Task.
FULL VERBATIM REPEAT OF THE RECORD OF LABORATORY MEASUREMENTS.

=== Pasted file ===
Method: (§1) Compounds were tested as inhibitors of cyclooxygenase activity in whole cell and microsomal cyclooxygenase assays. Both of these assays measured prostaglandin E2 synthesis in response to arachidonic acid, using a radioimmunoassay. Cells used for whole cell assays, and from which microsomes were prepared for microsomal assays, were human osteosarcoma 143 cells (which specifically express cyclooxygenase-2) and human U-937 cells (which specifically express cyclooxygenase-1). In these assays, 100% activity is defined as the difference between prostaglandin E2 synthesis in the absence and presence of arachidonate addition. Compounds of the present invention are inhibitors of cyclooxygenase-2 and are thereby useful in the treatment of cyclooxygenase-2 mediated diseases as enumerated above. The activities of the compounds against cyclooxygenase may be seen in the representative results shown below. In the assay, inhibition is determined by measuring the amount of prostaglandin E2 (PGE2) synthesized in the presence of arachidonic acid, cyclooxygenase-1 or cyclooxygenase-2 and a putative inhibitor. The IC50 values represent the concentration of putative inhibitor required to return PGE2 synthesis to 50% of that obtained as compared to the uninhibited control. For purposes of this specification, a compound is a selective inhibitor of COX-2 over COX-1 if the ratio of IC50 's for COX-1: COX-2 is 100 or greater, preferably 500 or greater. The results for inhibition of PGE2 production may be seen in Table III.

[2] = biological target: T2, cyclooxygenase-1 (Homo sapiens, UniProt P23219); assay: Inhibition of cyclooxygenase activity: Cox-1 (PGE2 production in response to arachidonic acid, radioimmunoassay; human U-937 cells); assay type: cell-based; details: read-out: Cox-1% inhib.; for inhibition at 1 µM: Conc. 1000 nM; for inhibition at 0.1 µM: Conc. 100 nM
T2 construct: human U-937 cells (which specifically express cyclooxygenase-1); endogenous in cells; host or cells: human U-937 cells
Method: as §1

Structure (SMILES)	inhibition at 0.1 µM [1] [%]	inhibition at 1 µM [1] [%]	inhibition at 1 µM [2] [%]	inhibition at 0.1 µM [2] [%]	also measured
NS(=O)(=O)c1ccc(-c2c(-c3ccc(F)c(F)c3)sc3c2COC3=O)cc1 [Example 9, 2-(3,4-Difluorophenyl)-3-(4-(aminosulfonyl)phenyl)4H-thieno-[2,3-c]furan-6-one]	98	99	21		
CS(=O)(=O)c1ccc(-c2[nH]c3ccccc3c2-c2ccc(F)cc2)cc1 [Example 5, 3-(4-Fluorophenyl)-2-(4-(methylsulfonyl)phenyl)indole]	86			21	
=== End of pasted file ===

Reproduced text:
Method: (§1) Compounds were tested as inhibitors of cyclooxygenase activity in whole cell and microsomal cyclooxygenase assays. Both of these assays measured prostaglandin E2 synthesis in response to arachidonic acid, using a radioimmunoassay. Cells used for whole cell assays, and from which microsomes were prepared for microsomal assays, were human osteosarcoma 143 cells (which specifically express cyclooxygenase-2) and human U-937 cells (which specifically express cyclooxygenase-1). In these assays, 100% activity is defined as the difference between prostaglandin E2 synthesis in the absence and presence of arachidonate addition. Compounds of the present invention are inhibitors of cyclooxygenase-2 and are thereby useful in the treatment of cyclooxygenase-2 mediated diseases as enumerated above. The activities of the compounds against cyclooxygenase may be seen in the representative results shown below. In the assay, inhibition is determined by measuring the amount of prostaglandin E2 (PGE2) synthesized in the presence of arachidonic acid, cyclooxygenase-1 or cyclooxygenase-2 and a putative inhibitor. The IC50 values represent the concentration of putative inhibitor required to return PGE2 synthesis to 50% of that obtained as compared to the uninhibited control. For purposes of this specification, a compound is a selective inhibitor of COX-2 over COX-1 if the ratio of IC50 's for COX-1: COX-2 is 100 or greater, preferably 500 or greater. The results for inhibition of PGE2 production may be seen in Table III.

[2] = biological target: T2, cyclooxygenase-1 (Homo sapiens, UniProt P23219); assay: Inhibition of cyclooxygenase activity: Cox-1 (PGE2 production in response to arachidonic acid, radioimmunoassay; human U-937 cells); assay type: cell-based; details: read-out: Cox-1% inhib.; for inhibition at 1 µM: Conc. 1000 nM; for inhibition at 0.1 µM: Conc. 100 nM
T2 construct: human U-937 cells (which specifically express cyclooxygenase-1); endogenous in cells; host or cells: human U-937 cells
Method: as §1

Structure (SMILES)	inhibition at 0.1 µM [1] [%]	inhibition at 1 µM [1] [%]	inhibition at 1 µM [2] [%]	inhibition at 0.1 µM [2] [%]	also measured
NS(=O)(=O)c1ccc(-c2c(-c3ccc(F)c(F)c3)sc3c2COC3=O)cc1 [Example 9, 2-(3,4-Difluorophenyl)-3-(4-(aminosulfonyl)phenyl)4H-thieno-[2,3-c]furan-6-one]	98	99	21		
CS(=O)(=O)c1ccc(-c2[nH]c3ccccc3c2-c2ccc(F)cc2)cc1 [Example 5, 3-(4-Fluorophenyl)-2-(4-(methylsulfonyl)phenyl)indole]	86			21	